In a surprise announcement last night, Jersey City Public Schools Superintendent Franklin Walker told parents that schools will remain closed until September.
Franklin had called teachers back to school this week to begin the process of readying classrooms for the return of students. However, according to the superintendent, the high number of teacher absences — 450 on Thursday and 500 on Friday — and a request by another 400 to remain away due to “increased risk due to Covid-19,” led to the decision. “The staff we need for adequate supervision and instruction is not available.”
Mayor Steven Fulop immediately took to Facebook to denounce the decision.
“I don’t know how else to describe this other than an absolute failure in leadership and planning at the JCPS and I’m saddened for the families, children, and those dedicated teachers that were hoping to return. I struggle with the fact that our Jersey City public schools couldn’t figure out some version of in-person learning when Newark, NYC, Hoboken, and virtually every surrounding district has been able to reinstitute some form of in-person learning.”
Many parents expressed outrage as well. Beatriz De Jesus wrote “Very upset by this!!! This decision is solidifying my need to move out of Jersey City to ensure my kids get the best education.”
One parent, who for professional reasons asked that her name not be used, said, “I thought my son was going to start classes on the 26th. We got call the robocall and we flipped out. We’d been planning for him to go back, we need him to go back, we’ve been working this out with our employers for weeks, and then we get this call?”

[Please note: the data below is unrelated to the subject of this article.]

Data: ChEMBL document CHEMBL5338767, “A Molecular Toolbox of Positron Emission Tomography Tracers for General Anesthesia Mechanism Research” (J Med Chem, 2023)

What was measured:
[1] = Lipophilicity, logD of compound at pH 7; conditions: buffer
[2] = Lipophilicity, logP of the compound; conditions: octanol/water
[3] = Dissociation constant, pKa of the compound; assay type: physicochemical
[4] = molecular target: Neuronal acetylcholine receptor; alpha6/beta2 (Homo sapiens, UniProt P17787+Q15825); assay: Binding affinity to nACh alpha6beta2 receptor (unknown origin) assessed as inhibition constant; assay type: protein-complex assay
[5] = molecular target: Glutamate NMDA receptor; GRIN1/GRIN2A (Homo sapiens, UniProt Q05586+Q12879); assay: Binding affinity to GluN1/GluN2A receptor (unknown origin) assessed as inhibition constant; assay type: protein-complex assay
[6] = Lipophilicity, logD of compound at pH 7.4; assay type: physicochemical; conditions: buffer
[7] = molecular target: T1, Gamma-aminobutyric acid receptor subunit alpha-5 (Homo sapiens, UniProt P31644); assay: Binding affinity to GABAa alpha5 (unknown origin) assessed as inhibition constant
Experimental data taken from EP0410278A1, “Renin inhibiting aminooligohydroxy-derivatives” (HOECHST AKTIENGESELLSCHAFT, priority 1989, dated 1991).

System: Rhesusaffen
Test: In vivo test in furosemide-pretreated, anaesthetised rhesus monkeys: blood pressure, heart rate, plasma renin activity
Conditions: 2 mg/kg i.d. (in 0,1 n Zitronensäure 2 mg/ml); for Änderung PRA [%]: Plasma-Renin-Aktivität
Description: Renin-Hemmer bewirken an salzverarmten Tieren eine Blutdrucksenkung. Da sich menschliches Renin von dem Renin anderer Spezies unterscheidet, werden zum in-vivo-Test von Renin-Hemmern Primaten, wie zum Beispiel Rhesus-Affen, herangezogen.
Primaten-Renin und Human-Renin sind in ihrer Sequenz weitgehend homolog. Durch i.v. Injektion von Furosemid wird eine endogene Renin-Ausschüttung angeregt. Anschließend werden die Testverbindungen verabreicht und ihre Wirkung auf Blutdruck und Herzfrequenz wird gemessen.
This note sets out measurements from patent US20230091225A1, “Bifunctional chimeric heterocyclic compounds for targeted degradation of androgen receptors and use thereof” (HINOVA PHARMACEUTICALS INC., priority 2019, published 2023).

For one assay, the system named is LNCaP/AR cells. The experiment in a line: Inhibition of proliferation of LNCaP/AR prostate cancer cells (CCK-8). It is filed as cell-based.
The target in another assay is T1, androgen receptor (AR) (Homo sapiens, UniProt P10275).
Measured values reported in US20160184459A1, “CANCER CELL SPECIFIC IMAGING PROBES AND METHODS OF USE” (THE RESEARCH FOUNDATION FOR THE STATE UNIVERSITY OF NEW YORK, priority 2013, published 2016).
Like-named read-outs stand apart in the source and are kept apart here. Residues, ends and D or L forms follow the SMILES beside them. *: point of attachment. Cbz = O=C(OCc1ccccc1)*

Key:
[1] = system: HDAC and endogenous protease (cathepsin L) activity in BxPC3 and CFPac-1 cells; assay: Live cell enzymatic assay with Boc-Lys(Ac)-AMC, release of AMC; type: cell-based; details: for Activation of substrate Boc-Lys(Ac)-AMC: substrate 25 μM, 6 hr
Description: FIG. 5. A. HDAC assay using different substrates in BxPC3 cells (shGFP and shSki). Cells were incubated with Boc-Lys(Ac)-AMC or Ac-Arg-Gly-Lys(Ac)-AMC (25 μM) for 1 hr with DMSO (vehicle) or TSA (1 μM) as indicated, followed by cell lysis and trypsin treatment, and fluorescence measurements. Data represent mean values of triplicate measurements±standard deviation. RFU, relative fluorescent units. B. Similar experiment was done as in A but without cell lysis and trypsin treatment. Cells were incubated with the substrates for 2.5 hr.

Jersey City Times spoke with two teachers who were willing to share their thoughts so long as they remained anonymous. Both returned to their classrooms this week to get ready for start of in-person learning at the end of the month.
One felt that the plan to return to classrooms for seven days prior to the return of students was ill-conceived and could explain why many teachers chose to stay home. “I think it was poor planning.” He said the administration should have said, “Lets give the teachers a heads up. Let’s not drag them in for seven days to look at the wall.” Teachers, he said, had asked themselves, “Why am I in a building, risking my health when the kids aren’t here.”
He felt that teachers were ready to return however. “In my school, we’re ready to go back.”
Both teachers complained about poor communication from the administration.
One said, “I can tell you that on Friday, we didn’t know when the kids were coming back.” As to what the plan for instruction was, he said, “Our principal wasn’t even told what the kids would be doing. If I were in charge I would have said here’s when the kids are coming back, here’s what the plan is.”
The other teacher said that many decisions were sprung on the teachers with no notice. “Just don’t drop these things at the last minute. Most teachers just want transparency. When you make these changes at the last minute, it feels sneaky. This isn’t the first time it’s happened.”
One was sympathetic to the superintendent’s dilemma. “It’s a huge task. I don’t envy Dr. Walker.” Nonetheless, he said “He just needs to make a decision. Just do it. I don’t think it’s because we don’t have teachers, I don’t believe that.”
According to one source, a battle also broke out over how to handle “accommodations” for teachers who for health reasons felt they needed to continue to teach virtually. The administration, apparently took the position that such teachers would have to take a leave of absence. The teachers’ union has fought against that policy. This stalemate may, the source says, explain many of last week’s no shows.
Yet one of the teachers felt that a September opening made sense. “A lot of us felt that remote was a good system. Not everyone had their vaccinations yet.”